No Name Face

Lifehouse

Dreamworks, 2000

http://www.lifehousemusic.com

REVIEW BY: Benjamin Ray

ORIGINALLY PUBLISHED: 03/10/2007

For a brief time, Lifehouse was a big name on the Christian music/modern rock circuit when "Hanging By A Moment" hit the charts and stayed there. It was an inescapable song that did everything right: hooks, great vocals, and lyrics that sounded meaningful yet vague.

This sort of lyrical anonymity has been key to post-grunge success, and Lifehouse fits on the shelf right next to Creed and Live. All are pseudo-spiritual bands that follow the blueprint apparently laid out by Pearl Jam's debut, though none of these bands have a sense of humor or self-deprecation. Grunge never meant to change the world; it was too unassuming for its success and never embraced the spotlight the way Scott Stapp did.

It may seem, then, that the success of "Hanging By A Moment" was a fluke, but seven years after its debut the song still is a perfect pop/rock tune with somewhat uplifting lyrics. If Lifehouse is indeed a Christian band -- they seem to be, but it's never explicit, which is a point in their favor -- the lyrics are about waiting for God's love, and if not it's a good love song. bim_ad_daily_vault_print_250

The rest of No Name Face is like a tour through grunge hall of fame, as Lifehouse never really finds their own sound or style, resulting in a listen that's average at best. Actually, the frustration comes when one listens to the five really good songs here and the attempts the rest, which are as forgettable as everything you learned in geometry class.

However, those five make this worth the price of admission. Aside from "Hanging," the band finds a Smashing Pumpkins groove on "Only One" recalling that band's glory days. Jason Wade turns in a moody, emotional vocal performance on "Breathing," which is a tad overproduced but long on the sort of emotive post-grunge that Creed did so well, when it got its head out of its ass.

The first of two stunners are "Somebody Else's Song," which chugs along nicely in the verses until Wade segues into the chorus of "Feeling like I'm chasing / like I'm facing myself alone / I've got somebody else's thoughts in my head / I want some of my own," emphasizing the last line by raising his voice an octave each time. A guitar solo is even included, the bow tie on a downcast but compelling package.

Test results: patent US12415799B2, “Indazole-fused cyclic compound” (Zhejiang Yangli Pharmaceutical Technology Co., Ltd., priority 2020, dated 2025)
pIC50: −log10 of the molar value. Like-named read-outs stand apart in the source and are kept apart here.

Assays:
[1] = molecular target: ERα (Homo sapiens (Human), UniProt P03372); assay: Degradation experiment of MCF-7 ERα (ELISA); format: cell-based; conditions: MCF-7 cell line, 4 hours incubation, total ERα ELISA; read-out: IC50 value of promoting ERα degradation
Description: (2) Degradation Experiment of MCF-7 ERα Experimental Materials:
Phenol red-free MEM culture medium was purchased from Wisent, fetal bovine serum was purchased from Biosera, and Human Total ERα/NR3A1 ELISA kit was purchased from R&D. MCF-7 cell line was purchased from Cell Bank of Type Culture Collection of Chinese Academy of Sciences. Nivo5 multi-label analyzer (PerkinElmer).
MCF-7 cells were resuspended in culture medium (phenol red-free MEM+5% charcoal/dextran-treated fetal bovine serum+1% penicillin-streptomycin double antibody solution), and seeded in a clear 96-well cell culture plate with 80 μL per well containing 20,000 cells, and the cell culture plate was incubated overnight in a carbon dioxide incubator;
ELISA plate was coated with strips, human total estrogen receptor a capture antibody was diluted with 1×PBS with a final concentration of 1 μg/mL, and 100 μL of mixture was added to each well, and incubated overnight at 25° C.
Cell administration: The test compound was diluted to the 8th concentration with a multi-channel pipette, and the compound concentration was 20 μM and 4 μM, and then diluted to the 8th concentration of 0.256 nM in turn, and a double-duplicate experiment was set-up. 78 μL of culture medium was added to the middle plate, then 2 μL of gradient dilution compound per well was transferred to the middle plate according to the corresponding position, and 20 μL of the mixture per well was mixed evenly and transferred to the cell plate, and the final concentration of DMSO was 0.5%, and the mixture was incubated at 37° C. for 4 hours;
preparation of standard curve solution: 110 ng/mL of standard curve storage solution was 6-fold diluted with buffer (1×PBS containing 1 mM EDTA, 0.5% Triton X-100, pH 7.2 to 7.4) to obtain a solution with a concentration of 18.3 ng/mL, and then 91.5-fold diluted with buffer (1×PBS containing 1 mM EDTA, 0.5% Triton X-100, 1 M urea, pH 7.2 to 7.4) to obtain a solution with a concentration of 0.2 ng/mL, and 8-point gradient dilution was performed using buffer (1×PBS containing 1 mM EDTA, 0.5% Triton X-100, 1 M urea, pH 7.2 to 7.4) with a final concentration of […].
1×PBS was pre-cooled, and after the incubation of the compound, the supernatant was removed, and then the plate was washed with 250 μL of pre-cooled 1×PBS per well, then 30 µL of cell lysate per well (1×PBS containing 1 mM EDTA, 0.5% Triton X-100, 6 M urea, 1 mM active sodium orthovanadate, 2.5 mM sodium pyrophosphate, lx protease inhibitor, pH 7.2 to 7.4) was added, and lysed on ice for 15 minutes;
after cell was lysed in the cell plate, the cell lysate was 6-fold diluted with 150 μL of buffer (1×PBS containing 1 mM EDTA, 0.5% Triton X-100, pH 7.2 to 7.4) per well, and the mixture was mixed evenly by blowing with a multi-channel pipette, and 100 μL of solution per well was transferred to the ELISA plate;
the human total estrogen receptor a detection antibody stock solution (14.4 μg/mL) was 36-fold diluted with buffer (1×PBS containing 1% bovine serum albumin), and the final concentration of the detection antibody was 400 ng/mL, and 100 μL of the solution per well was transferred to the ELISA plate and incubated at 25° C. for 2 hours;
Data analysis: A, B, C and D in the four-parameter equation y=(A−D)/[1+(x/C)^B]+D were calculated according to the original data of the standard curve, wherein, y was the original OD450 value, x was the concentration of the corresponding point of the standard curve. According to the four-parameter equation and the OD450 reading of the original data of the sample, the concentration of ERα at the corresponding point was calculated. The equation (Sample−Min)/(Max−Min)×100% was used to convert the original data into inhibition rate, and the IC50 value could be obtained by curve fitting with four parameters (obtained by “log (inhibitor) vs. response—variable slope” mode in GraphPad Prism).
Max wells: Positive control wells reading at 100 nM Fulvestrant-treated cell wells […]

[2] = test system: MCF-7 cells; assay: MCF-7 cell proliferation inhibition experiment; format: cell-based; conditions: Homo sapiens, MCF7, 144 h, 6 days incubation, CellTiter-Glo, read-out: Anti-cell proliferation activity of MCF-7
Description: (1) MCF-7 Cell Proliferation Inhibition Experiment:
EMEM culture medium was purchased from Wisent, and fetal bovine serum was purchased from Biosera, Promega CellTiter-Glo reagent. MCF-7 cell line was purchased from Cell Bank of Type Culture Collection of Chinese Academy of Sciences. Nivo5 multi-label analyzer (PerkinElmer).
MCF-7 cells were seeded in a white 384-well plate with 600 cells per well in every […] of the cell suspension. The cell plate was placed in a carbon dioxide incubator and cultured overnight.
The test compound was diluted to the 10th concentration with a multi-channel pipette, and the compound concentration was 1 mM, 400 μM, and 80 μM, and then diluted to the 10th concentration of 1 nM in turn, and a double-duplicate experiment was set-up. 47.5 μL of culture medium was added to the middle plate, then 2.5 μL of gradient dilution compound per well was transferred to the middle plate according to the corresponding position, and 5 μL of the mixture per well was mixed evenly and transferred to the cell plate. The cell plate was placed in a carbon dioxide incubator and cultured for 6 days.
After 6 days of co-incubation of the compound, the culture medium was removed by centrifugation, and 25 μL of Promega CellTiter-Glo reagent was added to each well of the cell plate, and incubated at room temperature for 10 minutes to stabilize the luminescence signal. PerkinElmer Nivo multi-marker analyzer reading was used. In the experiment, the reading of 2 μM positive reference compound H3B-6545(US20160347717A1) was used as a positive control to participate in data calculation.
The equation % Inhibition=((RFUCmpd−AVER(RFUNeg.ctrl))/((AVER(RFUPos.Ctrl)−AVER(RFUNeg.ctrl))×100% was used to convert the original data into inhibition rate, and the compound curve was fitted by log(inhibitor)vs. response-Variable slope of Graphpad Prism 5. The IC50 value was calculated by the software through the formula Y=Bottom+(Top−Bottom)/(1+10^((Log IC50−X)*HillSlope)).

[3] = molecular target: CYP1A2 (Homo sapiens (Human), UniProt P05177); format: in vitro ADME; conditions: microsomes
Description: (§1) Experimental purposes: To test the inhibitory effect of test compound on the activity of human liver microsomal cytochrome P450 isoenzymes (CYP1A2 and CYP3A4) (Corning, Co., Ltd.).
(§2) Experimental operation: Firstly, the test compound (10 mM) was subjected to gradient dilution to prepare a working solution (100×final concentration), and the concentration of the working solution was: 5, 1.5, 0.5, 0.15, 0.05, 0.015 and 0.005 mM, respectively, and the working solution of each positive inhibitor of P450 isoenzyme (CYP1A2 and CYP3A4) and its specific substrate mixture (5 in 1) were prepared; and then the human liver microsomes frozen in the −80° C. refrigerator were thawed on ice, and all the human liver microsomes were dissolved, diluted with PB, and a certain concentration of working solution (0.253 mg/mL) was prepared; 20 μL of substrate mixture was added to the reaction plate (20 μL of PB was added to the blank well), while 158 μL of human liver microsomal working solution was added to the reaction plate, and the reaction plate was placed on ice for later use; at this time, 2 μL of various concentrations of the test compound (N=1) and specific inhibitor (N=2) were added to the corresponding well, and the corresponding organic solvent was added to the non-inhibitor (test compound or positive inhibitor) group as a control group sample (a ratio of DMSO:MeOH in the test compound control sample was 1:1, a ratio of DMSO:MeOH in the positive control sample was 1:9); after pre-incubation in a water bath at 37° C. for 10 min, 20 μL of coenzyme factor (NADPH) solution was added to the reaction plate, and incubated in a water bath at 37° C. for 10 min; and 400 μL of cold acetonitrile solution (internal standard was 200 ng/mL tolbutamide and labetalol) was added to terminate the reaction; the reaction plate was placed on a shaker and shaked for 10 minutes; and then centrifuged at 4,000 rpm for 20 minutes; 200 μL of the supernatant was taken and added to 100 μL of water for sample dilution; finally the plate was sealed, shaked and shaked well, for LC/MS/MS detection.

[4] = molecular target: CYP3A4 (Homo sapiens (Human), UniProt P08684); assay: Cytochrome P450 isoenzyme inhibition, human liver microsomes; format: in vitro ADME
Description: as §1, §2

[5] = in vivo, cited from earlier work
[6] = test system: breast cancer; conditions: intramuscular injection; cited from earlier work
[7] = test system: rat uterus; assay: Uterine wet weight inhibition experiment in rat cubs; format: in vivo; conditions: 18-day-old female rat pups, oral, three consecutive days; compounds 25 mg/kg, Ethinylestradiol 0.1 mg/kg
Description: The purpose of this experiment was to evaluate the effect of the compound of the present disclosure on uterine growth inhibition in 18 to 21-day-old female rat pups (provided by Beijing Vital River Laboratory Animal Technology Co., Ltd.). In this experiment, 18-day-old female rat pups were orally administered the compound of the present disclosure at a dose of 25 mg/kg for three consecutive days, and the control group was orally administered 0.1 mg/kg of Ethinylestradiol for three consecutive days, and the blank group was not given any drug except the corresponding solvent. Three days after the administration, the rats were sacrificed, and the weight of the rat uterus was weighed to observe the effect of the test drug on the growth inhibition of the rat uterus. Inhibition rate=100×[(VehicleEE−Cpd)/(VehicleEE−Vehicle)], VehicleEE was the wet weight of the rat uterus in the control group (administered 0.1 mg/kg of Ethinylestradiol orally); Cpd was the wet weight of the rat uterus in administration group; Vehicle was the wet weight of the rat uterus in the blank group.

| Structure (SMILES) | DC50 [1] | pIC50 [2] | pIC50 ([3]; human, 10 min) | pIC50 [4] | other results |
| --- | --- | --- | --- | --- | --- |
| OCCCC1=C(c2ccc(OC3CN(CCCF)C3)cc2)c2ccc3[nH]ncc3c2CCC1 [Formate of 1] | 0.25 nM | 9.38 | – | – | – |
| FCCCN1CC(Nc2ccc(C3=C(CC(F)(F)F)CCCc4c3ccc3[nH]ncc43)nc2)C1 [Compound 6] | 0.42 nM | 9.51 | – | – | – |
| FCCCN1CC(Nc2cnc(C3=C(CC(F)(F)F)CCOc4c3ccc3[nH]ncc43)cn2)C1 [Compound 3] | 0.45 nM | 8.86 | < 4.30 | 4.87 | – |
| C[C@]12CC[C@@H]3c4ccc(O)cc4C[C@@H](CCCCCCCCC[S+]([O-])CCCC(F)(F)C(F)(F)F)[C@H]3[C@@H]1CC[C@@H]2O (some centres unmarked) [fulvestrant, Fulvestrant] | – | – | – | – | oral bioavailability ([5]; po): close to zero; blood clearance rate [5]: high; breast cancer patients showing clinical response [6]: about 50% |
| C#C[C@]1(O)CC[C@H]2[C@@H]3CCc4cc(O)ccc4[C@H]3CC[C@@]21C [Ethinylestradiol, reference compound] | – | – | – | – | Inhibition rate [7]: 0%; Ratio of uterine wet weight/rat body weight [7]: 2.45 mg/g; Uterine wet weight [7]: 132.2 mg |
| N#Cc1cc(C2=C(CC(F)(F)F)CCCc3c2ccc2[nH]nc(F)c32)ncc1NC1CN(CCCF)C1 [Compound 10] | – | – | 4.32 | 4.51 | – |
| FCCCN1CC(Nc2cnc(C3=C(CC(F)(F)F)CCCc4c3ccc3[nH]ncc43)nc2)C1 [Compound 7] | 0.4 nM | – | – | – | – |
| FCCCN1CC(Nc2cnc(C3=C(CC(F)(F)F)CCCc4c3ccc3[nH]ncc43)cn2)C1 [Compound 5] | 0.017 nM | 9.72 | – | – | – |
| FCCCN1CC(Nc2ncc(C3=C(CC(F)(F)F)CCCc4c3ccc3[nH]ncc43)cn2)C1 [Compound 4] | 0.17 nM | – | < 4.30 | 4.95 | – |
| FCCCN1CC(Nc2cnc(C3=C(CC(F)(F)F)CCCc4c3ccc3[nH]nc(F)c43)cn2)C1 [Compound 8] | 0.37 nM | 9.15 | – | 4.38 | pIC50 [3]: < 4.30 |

Finally, the other stunner is the closing "Everybody," which is pretty much the most Christian song on here, as it uses many of the verses found in standard modern worship songs. It's sort of a post-grunge hymn, set to light strings and a gentle acoustic guitar for a few minutes before the electric guitars come in and the lyrics erupt. If you're a religious person or just a rock fan, the song will move you, with words like "You are the strength that keeps me walking / you are the hope that keeps me trusting / you are the life to my soul / you are my purpose, you are everything." It is quite beautiful, for a rock song.

It's also frustrating to know that Lifehouse can pull off songs like that but then succumbs to generi-grunge for at least half of the disc ("Sick Cycle Carousel," "Trying," "Quasimodo"). This is a trend that would continue for the rest of the band's career, which appears to be continuing with a new album due in 2007. And certainly, five good songs out of 11 does not a great listen make.

But the handful of times this disc does work make it worth hearing at least once -- that is, if corporate pseudo-Christian post-grunge is your thing. If not, well, you may like parts of it anyway. It's just a shame Lifehouse didn't bring the same spirit to the whole project as it did to the standouts.

Rating: C

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© 2007 Benjamin Ray and The Daily Vault. All rights reserved. Review or any portion may not be reproduced without written permission. Cover art is the intellectual property of Dreamworks, and is used for informational purposes only.